As we can see in the entity-relationship diagram (ERD) below, the ATTENDANCE entity is related to the TRANSCRIPT entity. But how can entities in TRANSCRIPT be identified if there is no primary key in ATTENDANCE? Is the ERD wrong?

ER diagram

1 Answer 1


All tables, according to Codd's definition, must have a primary key. The key can be simple, consisting of a single column, or compound, consisting of multiple columns. It is perfectly acceptable for those columns to be foreign keys. When FKs are part of the PK it is sometimes called a weak entity. I guess because the entity type cannot stand on its own - it requires another in order to make sense.

For the given diagram a valid implementation would be

Table: College
Columns: Name
Foreign Keys: none
Primary key: Name

Table: Attendance
Columns: CollegeName, StartDate, EndDate
ForeignKeys: CollegeName references College(Name)
PrimaryKey: CollegeName, StartDate

Table: Transcript
Columns: CollegeName, StartDate, CourseName, Semester etc.
ForeignKeys: (CollegeName, StartDate) references Attendance(CollegeName, Startdate)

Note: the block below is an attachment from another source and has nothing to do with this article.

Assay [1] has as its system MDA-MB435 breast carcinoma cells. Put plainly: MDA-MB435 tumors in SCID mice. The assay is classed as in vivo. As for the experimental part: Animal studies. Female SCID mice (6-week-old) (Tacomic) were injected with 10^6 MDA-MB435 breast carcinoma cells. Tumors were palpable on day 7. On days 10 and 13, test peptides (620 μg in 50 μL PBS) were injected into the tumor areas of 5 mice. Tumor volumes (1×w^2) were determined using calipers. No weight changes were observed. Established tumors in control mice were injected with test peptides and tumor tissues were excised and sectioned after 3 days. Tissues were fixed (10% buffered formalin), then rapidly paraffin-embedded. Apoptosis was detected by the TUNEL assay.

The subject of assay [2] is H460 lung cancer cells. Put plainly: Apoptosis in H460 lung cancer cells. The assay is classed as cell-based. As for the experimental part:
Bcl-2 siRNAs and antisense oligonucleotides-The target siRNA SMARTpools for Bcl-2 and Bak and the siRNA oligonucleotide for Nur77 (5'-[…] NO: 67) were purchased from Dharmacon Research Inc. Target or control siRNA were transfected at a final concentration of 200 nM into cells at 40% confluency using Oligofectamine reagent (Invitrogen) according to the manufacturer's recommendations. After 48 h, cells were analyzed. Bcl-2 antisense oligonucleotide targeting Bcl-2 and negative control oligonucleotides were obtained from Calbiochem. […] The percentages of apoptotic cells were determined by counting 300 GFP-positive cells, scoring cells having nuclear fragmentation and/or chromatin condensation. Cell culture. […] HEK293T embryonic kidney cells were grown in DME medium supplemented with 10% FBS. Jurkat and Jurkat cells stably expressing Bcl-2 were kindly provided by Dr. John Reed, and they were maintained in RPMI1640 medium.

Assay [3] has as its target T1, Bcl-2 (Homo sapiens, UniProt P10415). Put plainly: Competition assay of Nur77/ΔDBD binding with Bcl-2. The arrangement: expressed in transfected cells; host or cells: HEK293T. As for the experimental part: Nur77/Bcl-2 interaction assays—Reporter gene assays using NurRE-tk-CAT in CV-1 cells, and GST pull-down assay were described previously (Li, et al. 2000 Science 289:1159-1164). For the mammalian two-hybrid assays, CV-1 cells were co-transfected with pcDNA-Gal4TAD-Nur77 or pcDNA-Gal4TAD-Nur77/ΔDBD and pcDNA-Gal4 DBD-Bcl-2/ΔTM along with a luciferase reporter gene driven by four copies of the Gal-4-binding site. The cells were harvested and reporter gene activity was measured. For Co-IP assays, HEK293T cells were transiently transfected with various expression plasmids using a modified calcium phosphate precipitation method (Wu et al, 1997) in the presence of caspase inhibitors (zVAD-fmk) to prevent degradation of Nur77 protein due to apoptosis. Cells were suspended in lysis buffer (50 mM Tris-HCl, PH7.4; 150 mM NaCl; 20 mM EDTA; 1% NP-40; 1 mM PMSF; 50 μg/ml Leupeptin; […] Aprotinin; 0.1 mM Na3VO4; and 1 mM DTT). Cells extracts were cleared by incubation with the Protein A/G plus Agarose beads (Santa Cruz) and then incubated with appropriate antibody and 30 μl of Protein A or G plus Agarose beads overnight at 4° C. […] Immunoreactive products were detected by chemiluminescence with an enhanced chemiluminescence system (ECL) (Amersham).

PrimaryKey: CollegeName, StartDate, CourseName

These primary keys consist of attributes that are placed in the entity types "naturally" through analysis and normalisation. Hence they are called "natural keys." As you can see natural keys can quickly become unwieldy. That is why they are often replaced by a unique integer. This integer is called a surrogate key, because it stands in for the natural key.

Inserting a surrogate key in the database design typically converts a weak entity to a strong one i.e. the surrogate replaces the whole of the natural key. This is certainly the easiest to code and is supported by the SQL IDENTITY feature. It need not be so, however. Say we added a surrogate to Attendance - let's call it AttendanceId. It would still be legitimate to model Transcripts as (AttendanceId, CourseName). It would still be a "weak" entity.

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